Herb Rawlings doesn't remember much about this year's Cooper River Bridge Run after he, his younger daughter and her husband split up at the base of bridge's incline.

But minutes later, nearing the crest, the 74-year-old Mount Pleasant man collapsed, suffering his second of two heart attacks in nearly nine years. Luckily, he was near emergency medical crews and received immediate treatment.

Part of it involved a new procedure called therapeutic hypothermia. He was the first person to receive the treatment from Charleston County Emergency Medical Services.

The procedure involves inducing hypothermia by injecting a patient, after a pulse is revived, with intravenous fluids that have been cooled on ice. The IV lowers body temperature and reduces the damage caused by the attack. Once at the hospital, the patient is placed in cooling blankets for up to 24 hours — dropping the temperature of the brain down to about 90 degrees.

Therapeutic hypothermia, which was approved by state health officials last year and implemented by the county in March, can improve survival and decrease the risk of brain damage and other post-cardiac arrest syndrome symptoms that contribute to a high death rate of patients who have had their pulse restarted.

At a Monday news conference on James Island, Rawlings talked publicly about the incident, as officials with EMS and the Medical University of South Carolina touted the procedure and its potential for saving lives.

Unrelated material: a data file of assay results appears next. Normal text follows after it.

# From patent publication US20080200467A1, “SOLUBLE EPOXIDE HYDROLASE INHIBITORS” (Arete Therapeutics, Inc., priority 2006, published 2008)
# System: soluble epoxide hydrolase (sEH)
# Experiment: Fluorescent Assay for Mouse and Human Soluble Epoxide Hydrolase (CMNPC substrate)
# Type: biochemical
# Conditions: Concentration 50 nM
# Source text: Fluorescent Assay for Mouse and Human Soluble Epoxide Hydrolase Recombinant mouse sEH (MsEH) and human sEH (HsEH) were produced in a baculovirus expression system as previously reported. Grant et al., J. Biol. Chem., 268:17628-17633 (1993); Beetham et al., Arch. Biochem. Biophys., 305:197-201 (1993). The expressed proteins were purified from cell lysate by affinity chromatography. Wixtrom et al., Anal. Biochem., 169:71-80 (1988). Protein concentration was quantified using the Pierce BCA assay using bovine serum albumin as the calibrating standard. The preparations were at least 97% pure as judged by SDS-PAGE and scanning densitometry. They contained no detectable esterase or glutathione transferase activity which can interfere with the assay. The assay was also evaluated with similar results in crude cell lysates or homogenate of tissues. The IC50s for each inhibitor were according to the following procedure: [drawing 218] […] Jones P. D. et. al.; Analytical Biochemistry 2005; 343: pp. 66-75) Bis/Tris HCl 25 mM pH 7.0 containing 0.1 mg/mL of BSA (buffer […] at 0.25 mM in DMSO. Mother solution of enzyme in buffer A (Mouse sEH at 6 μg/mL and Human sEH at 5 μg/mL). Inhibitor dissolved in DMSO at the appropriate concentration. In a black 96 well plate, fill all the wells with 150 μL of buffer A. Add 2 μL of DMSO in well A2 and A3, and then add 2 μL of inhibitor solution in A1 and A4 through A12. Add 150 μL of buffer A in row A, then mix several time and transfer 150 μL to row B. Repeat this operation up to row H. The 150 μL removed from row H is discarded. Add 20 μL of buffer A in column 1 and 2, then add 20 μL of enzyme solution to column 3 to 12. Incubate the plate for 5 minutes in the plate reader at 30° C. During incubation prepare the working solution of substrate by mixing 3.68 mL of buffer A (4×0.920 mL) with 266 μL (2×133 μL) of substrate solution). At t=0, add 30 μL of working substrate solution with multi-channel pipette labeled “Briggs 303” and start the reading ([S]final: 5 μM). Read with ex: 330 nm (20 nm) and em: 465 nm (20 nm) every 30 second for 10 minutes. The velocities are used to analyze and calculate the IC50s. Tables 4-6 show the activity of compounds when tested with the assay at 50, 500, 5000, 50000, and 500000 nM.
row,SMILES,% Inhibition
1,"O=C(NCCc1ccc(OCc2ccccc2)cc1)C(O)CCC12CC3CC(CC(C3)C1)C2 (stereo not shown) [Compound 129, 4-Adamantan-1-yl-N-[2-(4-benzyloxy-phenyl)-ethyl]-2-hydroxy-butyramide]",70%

Charleston County EMS Director Don Lundy said science backs up the benefits of the procedure, which is inexpensive and simple — something he underscored by simply placing a cooler with ice on the top of a podium.

Dr. Edward Jauch, an associate professor of emergency medicine and neuroscience at MUSC, said that 40,000 Americans who suffer emergency heart attacks could be saved every year by employing the therapeutic hypothermia, yet Charleston County EMS is among only 6 percent of departments nationwide that are offering it.

"By Mr. Rawlings' success, this is something that all of us should take great pride in," Jauch said. "It's a great therapy and we should be proud of race organizers for having all the steps in place in this chain of survival — with early and good CPR, early defibrillation and early initiation of hypothermia. This was something that was well-timed."

Rawlings was the second of two men who have suffered a heart attack on the bridge during the Bridge Run in the past five years.

In April 2004, 47-year-old James Joseph Scott III died while running up the incline with his 20-year-old daughter nearby.

Rawlings and his wife of 52 years, Beverly, credited part of his recovery to his physical fitness.

Rawlings, who has never been overweight or had high blood pressure or cholesterol, started running after suffering his first heart attack and undergoing quintuple bypass surgery. He was a regular participant in the Bridge Run.

"Two days before this year's Bridge Run, he went running on Sullivan's Island. He ran five miles in 50 minutes and told me, 'I'm going to smoke this Bridge (Run).' His goal was to get in under 60 minutes," she said. "He didn't quite make it, but if he hadn't have been in such good shape, he would be where he is now."